5. In the Properties window, click on the tab labeled Conditions and then uncheck the tick-boxes below Idle, Power and below Network. Click OK and go back to the Properties window of the same task.
  6. Now go to the tab labeled Triggers and make a new trigger. Set the settings for the scheduled full scan in a way that suits you. If you don’t want a full scan to be run every day, schedule the scan to run once a week or even once a month. Then select the specific day in the week/month on which the scan would be conducted and select OK to confirm your choice and introduce the changes.
  7. Repeat steps 4 to 6 for any other Windows Defender tasks that may be there and then restart your computer so that you can be sure that all the changes you’ve made have been applied.

Method 2: Disabling the Windows Defender app from the Local Group Policy Editor

Important!: Only do this if you already have another security tool at your disposal that could keep your computer protected from potential threat. In case you do not, make sure that you first install such a tool and only then proceed with this method. (If you need suggestions about a reliable security program, you can try the tested and reliable security program from this page that can make sure that malware doesn’t enter your computer.)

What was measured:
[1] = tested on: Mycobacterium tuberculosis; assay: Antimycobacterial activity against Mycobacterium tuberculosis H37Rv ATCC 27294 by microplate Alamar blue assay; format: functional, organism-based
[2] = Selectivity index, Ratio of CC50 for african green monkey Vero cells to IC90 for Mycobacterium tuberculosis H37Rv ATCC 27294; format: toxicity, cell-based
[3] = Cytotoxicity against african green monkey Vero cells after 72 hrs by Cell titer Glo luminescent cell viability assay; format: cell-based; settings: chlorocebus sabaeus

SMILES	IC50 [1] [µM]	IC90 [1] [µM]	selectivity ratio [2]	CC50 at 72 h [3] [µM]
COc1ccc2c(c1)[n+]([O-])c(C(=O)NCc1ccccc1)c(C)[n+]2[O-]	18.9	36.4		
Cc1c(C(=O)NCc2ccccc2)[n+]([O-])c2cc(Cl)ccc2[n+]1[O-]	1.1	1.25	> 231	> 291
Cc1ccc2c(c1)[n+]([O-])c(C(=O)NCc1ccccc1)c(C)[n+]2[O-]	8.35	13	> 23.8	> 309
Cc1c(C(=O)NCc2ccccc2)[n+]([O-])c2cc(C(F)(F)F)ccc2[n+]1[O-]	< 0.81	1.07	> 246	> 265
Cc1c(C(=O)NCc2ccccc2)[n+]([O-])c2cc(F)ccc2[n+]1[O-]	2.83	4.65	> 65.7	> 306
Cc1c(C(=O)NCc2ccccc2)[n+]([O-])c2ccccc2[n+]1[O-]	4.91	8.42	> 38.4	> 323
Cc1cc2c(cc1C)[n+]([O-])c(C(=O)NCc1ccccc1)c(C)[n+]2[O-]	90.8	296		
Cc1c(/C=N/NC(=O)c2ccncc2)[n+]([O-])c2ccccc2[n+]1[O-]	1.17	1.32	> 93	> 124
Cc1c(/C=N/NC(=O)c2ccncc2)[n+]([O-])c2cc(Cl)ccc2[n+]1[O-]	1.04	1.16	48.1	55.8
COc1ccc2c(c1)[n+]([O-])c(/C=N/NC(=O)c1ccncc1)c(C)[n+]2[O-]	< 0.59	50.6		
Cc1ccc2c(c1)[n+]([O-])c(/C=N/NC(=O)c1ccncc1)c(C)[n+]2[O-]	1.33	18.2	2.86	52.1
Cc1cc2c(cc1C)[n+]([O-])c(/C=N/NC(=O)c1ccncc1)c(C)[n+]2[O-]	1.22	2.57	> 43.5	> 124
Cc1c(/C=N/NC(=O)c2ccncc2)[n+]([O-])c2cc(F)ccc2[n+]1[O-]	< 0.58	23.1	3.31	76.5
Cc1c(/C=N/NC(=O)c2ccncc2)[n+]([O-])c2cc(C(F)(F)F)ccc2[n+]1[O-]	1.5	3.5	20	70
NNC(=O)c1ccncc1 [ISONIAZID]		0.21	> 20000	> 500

Note: This method will only work on the Enterprise and Pro versions for Windows 10 as well as on the equivalents of these versions on older Windows systems. If you are using a less advanced version of Windows, proceed to the next method.

  1. On your key, press the Winkey and the R key, type gpedit.msc in the search box that will open and then hit the Enter key.
  2. In the Local Group Policy Editor panel, navigate the following path: Computer Configuration – Administrative Templates – Windows Components and, finally, Windows Defender.
  3. Once you select the Windows Defender folder from the left panel, you will see some settings in the middle panel. Select the one named Turn off Windows Defender and open it.
  4. Now, select the Enable option and then click on OK.
  5. Restart the computer just to be sure that the changes get applied.